Art collectibles Market Analysis- Size, Market Trends, Investment Opportunity, Growth & Forecast Analysis

Due to the intense demand from private collectors, museums, developers, purchasers, and other professionals, the market for art collectibles is rising. Collectible works of art are expected to be worth $1.7 trillion globally in 2021. Sales of art collectibles will significantly increase throughout the forecast period due to the development of numerous local artists, as well as the expansion of galleries and auction houses. Authenticity is added and secondary market trade is made easier by the NFT attachment of actual collectibles, according to a current trend.

With the introduction of new technologies, art and NFT are increasingly developing a correlation and a lasting coexistence. In 2021, the NFT market in China saw sales of almost 300 NFT items and a $232 million turnover. OCG purchased stock in Beijing Jiu Wu Ting Xing Technology Co., Ltd. In order to diversify into the metaverse industry. It appears that the business is on track to establish itself as a fully functional multi-service manufacturer in the e-commerce art, NFT, and collectibles market.


Industry Trend

According to online shopping trends, 41 percent of customers choose new media art, a considerable increase from 17 percent in 2020. This is consistent with the growth of NFTs and the NFT market.

With 57 percent of purchasers paying less than $1,000, the prices that buyers are willing to pay are under $5,000. 91 percent of those who have purchased works have done so in quantities of fewer than five. Online purchases of art and collectibles are much more expensive than in the past. 95 percent of internet art consumers select fine art as their preferred style. However, the decorative art and jewelry industries have seen a huge increase—56% of customers purchased decorative arts (compared to 48% in 2020), and 26% chose jewelry (again, an increase from 15 percent in 2020).

Sotheby’s, Christie’s, and Phillips reported increases in sales of other collectibles by 56 percent, a 69 percent increase in sales of clothes and accessories, and a 42 percent increase in sales of jewelry and watches made exclusively online.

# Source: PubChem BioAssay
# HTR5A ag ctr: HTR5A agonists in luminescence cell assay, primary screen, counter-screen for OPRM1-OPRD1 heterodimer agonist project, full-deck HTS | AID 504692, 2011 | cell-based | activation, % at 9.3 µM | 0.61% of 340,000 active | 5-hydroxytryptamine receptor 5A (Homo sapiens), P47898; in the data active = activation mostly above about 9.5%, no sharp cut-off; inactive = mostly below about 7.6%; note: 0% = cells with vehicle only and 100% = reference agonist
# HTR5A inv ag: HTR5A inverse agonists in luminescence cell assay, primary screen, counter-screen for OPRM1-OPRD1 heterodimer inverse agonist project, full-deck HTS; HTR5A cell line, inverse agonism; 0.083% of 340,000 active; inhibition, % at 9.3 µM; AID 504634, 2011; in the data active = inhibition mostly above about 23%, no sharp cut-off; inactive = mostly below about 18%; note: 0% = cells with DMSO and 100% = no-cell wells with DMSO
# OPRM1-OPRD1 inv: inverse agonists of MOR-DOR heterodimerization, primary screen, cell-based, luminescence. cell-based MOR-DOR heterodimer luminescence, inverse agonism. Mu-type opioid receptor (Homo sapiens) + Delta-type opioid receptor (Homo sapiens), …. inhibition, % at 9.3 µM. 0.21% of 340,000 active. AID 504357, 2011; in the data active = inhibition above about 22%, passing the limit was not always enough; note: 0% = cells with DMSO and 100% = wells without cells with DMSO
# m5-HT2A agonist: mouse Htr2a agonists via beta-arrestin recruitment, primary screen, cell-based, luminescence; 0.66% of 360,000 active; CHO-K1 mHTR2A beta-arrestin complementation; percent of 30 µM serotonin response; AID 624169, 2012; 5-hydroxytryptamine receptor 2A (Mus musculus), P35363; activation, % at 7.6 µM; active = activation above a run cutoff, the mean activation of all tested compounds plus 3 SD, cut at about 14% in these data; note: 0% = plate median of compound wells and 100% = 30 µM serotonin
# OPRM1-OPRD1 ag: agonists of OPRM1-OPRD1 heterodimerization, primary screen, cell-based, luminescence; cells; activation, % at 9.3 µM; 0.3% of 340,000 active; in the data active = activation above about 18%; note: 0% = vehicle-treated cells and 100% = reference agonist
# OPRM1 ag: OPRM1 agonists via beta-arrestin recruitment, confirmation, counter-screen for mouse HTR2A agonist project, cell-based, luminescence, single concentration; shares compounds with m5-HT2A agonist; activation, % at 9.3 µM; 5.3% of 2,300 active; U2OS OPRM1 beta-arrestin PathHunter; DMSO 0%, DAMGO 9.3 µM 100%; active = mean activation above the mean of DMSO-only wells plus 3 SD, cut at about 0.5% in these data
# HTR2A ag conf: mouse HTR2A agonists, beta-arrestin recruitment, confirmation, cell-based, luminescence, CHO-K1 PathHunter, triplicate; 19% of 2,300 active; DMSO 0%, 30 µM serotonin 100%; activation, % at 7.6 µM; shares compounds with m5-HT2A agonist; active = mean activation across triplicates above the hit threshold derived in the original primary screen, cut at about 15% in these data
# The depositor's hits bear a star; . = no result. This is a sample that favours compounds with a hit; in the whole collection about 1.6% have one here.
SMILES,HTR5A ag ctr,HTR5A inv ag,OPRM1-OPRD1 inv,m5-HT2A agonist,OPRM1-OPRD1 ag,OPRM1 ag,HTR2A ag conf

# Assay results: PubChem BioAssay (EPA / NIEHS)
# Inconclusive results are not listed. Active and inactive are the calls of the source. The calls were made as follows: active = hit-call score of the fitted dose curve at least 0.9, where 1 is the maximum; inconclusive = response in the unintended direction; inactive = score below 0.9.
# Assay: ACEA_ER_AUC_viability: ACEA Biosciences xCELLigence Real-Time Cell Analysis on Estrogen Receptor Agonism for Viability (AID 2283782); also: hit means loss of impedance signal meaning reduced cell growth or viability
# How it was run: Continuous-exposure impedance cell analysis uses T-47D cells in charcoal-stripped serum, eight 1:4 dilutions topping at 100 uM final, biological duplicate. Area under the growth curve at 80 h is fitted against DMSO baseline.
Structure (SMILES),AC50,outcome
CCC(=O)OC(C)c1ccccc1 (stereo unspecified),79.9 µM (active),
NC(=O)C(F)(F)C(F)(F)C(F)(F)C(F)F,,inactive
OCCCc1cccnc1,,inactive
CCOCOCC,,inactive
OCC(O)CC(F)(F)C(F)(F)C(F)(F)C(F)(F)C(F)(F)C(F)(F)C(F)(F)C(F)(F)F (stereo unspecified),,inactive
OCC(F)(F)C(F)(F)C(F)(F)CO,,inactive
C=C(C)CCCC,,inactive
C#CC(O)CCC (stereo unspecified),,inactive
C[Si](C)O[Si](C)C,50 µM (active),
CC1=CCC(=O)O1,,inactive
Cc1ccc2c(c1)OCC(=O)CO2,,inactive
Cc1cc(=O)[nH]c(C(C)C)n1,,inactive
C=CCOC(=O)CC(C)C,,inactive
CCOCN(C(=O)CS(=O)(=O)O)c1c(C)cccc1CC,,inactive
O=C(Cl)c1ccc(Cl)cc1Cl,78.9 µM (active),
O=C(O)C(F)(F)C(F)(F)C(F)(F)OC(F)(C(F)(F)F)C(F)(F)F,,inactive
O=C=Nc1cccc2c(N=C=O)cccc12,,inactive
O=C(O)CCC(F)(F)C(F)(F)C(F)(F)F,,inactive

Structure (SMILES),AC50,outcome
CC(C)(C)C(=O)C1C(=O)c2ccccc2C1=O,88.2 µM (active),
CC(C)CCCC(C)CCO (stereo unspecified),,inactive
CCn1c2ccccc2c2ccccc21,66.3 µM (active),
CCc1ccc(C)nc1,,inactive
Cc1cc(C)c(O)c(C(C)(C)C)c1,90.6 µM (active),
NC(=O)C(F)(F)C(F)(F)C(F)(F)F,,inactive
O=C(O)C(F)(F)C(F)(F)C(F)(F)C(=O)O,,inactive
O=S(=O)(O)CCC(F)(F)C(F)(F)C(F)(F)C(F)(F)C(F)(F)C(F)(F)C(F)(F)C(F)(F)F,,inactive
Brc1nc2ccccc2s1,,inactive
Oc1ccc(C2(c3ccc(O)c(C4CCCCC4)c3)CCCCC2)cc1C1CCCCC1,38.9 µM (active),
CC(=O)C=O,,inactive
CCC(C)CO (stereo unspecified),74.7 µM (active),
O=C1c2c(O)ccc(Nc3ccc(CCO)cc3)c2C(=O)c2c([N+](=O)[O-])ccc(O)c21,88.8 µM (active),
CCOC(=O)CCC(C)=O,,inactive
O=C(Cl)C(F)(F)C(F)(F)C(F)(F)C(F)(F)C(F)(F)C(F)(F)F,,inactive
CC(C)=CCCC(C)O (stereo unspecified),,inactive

Art Collectibles Market Report contains the following pointers: –

  • Market size, share, trends, Growth, Forecast
  • Competitive Analysis/ Landscape/ Benchmarking
  • In-depth SWOT Analysis
  • Pestle & Porter Analysis
  • Market Entry Strategy (Go to market strategy)
  • Geographical Expansion
  • Product Evolution
  • Supply chain Analysis
  • Product Pipeline Analysis
  • Sales/Marketing Strategies


NFT and Digital Art buyers

The quick growth of the NFT and digital collectibles sector in recent years has also contributed to a significant surge in online sales. New types of digital goods, like NFTs, have made a successful market entry in recent years, gaining a sizable fan base and setting auction sales records. Additionally, they inspired younger generations to start collecting art, broadening the market and establishing a new pool of collectors.

It is anticipated that the traditional art market and a portion of the NFT business would eventually converge more significantly. 27 percent of the buyers who participated in the poll said they would buy an NFT in the future. Additionally, 82 percent of customers, or eight out of ten, stated that value potential is what drives them to purchase NFTs. 95 percent of those who spent more than $25,000 on NFTs cited investment return as their primary driving force.